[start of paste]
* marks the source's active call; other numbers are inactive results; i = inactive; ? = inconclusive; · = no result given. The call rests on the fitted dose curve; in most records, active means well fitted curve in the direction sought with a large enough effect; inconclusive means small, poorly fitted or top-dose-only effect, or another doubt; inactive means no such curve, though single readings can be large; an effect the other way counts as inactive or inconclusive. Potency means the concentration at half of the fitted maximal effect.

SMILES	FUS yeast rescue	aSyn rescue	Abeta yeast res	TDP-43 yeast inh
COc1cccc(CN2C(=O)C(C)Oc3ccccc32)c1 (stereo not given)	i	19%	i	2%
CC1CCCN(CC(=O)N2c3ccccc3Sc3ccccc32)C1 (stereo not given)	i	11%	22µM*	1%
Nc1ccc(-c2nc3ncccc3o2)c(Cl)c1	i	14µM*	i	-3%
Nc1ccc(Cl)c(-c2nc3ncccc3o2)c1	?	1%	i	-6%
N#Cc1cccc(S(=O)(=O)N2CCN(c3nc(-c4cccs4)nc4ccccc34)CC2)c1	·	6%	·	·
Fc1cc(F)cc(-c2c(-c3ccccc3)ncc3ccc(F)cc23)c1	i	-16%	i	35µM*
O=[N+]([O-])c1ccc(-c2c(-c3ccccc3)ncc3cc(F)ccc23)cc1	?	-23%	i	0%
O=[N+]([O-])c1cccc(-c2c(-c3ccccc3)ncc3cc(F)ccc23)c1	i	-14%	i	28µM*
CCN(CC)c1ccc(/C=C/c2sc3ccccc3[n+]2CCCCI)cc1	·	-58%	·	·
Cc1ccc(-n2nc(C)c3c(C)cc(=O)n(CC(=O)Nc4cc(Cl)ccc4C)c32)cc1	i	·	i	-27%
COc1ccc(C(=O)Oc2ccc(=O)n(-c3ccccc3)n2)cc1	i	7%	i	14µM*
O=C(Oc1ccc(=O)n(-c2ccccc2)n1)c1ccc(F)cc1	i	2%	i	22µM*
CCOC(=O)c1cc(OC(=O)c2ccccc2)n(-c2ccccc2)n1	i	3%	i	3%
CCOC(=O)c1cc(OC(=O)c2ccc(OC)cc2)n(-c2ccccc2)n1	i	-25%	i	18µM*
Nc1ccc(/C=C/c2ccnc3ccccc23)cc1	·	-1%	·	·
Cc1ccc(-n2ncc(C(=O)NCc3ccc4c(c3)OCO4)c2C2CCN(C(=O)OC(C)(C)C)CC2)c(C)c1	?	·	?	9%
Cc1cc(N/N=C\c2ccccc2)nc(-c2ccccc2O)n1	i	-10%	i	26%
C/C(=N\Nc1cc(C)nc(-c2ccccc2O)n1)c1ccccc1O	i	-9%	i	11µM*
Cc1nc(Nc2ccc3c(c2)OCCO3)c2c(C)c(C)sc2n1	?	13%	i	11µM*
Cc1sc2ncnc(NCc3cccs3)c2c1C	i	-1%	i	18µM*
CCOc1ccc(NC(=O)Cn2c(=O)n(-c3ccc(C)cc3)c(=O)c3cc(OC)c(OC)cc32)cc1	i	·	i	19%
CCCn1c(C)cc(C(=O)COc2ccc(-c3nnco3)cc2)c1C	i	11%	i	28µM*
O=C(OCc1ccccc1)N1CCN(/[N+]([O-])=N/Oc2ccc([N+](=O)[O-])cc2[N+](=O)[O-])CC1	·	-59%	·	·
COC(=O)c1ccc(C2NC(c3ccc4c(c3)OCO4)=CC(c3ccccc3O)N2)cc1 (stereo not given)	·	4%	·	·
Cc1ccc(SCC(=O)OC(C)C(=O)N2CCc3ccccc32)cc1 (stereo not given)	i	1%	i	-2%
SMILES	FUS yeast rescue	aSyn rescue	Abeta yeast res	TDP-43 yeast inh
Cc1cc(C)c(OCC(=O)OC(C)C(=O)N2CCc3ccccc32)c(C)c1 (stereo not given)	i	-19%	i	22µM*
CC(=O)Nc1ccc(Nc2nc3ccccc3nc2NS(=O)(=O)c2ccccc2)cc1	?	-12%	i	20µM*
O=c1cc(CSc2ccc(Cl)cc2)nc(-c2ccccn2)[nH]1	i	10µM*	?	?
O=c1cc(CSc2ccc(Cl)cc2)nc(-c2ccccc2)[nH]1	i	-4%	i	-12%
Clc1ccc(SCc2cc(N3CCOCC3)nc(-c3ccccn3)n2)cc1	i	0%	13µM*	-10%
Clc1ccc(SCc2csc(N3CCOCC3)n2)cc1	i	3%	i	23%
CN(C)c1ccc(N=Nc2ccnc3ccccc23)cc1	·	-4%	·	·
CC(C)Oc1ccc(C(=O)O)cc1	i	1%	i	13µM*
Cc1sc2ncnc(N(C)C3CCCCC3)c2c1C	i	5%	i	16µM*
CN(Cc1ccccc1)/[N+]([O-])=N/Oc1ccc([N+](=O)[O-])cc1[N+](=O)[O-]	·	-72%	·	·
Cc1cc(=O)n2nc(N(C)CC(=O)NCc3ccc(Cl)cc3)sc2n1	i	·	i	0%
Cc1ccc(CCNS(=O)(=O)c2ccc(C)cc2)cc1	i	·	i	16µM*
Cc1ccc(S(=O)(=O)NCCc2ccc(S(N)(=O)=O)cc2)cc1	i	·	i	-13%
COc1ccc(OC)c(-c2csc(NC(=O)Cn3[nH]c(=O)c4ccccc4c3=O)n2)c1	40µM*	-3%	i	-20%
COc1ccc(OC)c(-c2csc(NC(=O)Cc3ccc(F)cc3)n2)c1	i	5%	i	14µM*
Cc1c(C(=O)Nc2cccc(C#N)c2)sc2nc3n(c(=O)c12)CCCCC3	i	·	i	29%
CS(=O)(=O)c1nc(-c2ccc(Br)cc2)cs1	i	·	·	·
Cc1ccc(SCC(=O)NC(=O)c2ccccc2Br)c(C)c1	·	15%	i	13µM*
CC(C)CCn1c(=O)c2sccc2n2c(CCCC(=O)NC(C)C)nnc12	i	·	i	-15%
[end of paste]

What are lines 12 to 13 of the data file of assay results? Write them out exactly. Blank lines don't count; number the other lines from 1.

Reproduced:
Cc1ccc(-n2nc(C)c3c(C)cc(=O)n(CC(=O)Nc4cc(Cl)ccc4C)c32)cc1	i	·	i	-27%
COc1ccc(C(=O)Oc2ccc(=O)n(-c3ccccc3)n2)cc1	i	7%	i	14µM*